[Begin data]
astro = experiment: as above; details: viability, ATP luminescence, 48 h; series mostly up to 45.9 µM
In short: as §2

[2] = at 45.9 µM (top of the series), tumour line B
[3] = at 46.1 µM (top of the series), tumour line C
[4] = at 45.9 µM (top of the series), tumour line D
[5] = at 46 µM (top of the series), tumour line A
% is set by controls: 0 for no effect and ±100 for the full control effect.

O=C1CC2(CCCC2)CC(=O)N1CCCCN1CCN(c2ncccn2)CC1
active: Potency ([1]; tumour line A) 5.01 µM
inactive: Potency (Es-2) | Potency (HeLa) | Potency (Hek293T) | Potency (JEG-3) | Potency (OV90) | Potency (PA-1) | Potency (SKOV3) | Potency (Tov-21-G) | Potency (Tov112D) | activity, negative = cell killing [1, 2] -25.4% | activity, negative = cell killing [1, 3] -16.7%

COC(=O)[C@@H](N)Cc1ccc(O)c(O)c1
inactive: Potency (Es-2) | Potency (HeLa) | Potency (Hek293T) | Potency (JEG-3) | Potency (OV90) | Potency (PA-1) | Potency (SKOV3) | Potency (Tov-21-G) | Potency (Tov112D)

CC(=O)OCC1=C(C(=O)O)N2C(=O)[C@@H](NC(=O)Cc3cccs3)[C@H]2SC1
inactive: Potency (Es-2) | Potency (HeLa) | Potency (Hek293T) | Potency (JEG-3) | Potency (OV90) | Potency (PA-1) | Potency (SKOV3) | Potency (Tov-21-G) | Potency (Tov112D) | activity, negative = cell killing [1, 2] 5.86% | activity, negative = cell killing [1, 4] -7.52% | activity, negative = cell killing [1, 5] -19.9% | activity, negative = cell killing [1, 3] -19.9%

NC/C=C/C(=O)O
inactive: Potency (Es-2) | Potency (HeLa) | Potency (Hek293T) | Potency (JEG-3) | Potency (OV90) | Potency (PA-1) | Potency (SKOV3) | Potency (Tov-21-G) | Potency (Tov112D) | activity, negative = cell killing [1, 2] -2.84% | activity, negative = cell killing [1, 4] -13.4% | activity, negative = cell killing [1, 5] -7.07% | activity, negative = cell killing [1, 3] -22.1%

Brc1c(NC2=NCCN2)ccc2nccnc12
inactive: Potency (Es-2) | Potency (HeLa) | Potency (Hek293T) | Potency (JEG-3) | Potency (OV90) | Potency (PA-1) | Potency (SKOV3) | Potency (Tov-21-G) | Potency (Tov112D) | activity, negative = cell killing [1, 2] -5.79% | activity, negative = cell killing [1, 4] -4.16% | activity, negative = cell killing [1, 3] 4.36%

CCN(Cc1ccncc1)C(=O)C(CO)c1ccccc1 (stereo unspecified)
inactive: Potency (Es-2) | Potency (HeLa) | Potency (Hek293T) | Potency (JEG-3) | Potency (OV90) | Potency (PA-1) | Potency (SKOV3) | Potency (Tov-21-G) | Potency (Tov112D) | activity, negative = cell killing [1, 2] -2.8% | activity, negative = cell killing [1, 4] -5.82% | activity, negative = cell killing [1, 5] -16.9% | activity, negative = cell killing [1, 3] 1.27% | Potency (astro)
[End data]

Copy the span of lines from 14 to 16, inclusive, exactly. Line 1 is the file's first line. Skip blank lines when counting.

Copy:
inactive: Potency (Es-2) | Potency (HeLa) | Potency (Hek293T) | Potency (JEG-3) | Potency (OV90) | Potency (PA-1) | Potency (SKOV3) | Potency (Tov-21-G) | Potency (Tov112D) | activity, negative = cell killing [1, 2] 5.86% | activity, negative = cell killing [1, 4] -7.52% | activity, negative = cell killing [1, 5] -19.9% | activity, negative = cell killing [1, 3] -19.9%

NC/C=C/C(=O)O
inactive: Potency (Es-2) | Potency (HeLa) | Potency (Hek293T) | Potency (JEG-3) | Potency (OV90) | Potency (PA-1) | Potency (SKOV3) | Potency (Tov-21-G) | Potency (Tov112D) | activity, negative = cell killing [1, 2] -2.84% | activity, negative = cell killing [1, 4] -13.4% | activity, negative = cell killing [1, 5] -7.07% | activity, negative = cell killing [1, 3] -22.1%